By Erica Moe
What kind of shoe do you have? Do you wear running shoes for every activity?
Consider getting sport-specific shoes if you spend more than three hours per week doing a sport activity. For example, if you play basketball twice a week for 1.5 hours, consider a shoe with ankle support. If you attend cardio classes three times per week for an hour each, you will want lateral support that running shoes may not provide.
Athletic shoes should be replaced approximately every 500 miles. Type of shoe, type of surface, amount of use and your own biomechanics can impact the life span of your shoe.
Look for the signs. Maybe you no longer feel the cushioning; or have aches in your lower extremities or back. Shoes may stretch over time and not fit correctly any longer. Take a look at your shoes. If you can see obvious wear and tear, it may be time to shop.
Wearing worn out shoes could injure your feet and other body parts, i.e. the foot bone is connected to the ankle bone, etc. Common injuries due to worn out shoes include: shin splints, heel spurs, plantar fascitis and stress fractures. Replacing worn out shoes is on Dr. Stephen Pribut’s list of the top ten ways to avoid running injuries. “It is always cheaper to replace your shoes than to make a visit to the doctor’s office,” he points out.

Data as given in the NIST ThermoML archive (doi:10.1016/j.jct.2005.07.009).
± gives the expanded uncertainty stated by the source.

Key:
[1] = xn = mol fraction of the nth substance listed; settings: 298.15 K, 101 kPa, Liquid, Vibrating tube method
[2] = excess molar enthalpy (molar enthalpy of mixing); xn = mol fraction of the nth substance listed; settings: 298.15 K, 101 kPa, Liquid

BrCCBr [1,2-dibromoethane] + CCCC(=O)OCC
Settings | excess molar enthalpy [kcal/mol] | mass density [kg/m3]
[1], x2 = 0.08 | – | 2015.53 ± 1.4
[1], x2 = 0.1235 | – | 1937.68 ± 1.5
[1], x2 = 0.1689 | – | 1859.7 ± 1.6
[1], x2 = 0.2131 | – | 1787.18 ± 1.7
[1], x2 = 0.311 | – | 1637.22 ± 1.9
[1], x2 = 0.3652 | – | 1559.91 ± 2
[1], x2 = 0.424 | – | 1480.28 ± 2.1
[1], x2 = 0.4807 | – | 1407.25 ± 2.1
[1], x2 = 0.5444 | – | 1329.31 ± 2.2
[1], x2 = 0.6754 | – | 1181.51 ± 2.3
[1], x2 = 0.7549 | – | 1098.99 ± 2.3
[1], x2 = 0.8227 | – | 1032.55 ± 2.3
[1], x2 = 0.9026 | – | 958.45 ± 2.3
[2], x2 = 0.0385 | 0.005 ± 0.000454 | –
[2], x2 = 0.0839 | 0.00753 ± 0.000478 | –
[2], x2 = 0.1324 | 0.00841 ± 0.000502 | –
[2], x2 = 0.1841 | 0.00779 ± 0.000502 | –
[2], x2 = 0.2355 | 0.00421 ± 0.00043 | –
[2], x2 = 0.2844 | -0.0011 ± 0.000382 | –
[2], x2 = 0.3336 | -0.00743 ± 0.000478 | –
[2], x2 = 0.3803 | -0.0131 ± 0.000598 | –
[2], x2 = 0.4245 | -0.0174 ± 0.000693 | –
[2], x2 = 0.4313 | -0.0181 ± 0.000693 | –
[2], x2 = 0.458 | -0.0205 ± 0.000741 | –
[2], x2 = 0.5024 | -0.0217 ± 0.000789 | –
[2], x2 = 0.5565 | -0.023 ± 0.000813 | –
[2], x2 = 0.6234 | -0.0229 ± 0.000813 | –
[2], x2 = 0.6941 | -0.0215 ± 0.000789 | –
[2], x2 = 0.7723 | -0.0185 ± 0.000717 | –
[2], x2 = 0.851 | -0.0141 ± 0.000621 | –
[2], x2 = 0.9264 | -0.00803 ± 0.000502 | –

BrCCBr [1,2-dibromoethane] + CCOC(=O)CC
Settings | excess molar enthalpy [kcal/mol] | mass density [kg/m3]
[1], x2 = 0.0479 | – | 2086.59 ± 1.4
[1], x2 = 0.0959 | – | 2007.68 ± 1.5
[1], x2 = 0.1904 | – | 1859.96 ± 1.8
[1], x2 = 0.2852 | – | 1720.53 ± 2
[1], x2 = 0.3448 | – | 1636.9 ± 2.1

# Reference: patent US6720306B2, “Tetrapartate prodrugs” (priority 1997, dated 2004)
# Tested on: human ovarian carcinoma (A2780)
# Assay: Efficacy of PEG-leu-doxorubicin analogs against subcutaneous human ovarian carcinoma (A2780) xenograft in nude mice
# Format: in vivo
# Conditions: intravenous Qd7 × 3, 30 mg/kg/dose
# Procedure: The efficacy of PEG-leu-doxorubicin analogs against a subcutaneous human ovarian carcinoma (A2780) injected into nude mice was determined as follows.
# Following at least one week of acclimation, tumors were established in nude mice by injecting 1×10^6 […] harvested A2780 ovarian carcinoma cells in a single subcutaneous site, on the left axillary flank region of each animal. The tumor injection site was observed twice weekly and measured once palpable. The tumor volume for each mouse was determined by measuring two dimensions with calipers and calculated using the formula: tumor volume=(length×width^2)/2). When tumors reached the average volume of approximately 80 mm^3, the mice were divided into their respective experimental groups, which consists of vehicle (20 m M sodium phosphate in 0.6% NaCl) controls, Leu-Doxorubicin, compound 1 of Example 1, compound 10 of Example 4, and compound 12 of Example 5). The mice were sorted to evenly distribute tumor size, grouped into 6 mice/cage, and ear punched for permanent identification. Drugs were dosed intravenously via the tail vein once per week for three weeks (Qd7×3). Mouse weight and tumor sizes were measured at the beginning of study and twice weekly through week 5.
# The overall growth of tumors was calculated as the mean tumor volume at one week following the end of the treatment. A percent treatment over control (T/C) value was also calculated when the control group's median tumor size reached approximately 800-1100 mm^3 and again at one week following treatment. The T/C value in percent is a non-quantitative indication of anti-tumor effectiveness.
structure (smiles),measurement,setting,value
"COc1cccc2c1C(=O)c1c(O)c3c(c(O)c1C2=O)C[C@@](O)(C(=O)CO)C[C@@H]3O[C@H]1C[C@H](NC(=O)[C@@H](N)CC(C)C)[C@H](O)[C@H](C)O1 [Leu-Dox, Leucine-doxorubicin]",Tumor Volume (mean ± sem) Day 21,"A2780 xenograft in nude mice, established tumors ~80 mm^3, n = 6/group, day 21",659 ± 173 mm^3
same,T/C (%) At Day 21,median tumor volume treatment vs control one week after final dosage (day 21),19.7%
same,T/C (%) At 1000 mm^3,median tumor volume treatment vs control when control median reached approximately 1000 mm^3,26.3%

If your shoes are no longer supporting you, it is time to get fitted at a local specialty shoe store with expertise to watch your running or walking gait. Have your feet measured each time you purchase shoes. Your foot shape and size can change as you age. The American Council on Exercise reminds us that feet can swell up to a half size by the end of the day. It’s a good idea to wear the shoes at least 10 minutes in the store before purchasing.
Components of a shoe
- Last: The template or model upon which the shoe is built. Different manufacturers use different lasts.
- Outer-sole: The outermost part of the sole, which is treaded. On running shoes the tread is designed for straight-ahead motion. Court shoes and cross trainers have their tread optimized for lateral or side-to-side stability.
- Upper: The uppermost part of the shoe. This part encompasses your foot and has the laces.
- Midsole: The portion between the upper and the outer-sole. This area’s major contribution to the shoe is shock absorption. Ethylene vinyl acetate and polyurethane midsoles are composed of foam materials. These materials, after a certain amount of use, will no longer absorb the impact of each compression. Therefore, shoes will lose their shock absorption over time.
- Sockliner: This is the liner inside the shoe that has a bit of an arch and usually some shock-absorbing material incorporated into it.
- Counter: A rigid piece surrounding the heel that provides some stability.
Interested in learning more? American Association of Podiatric Sports Medicine: aapsm.org.
—Erica Moe is an ACSM certified exercise physiologist who writes on behalf of the Mission Valley YMCA, where she is a fitness director.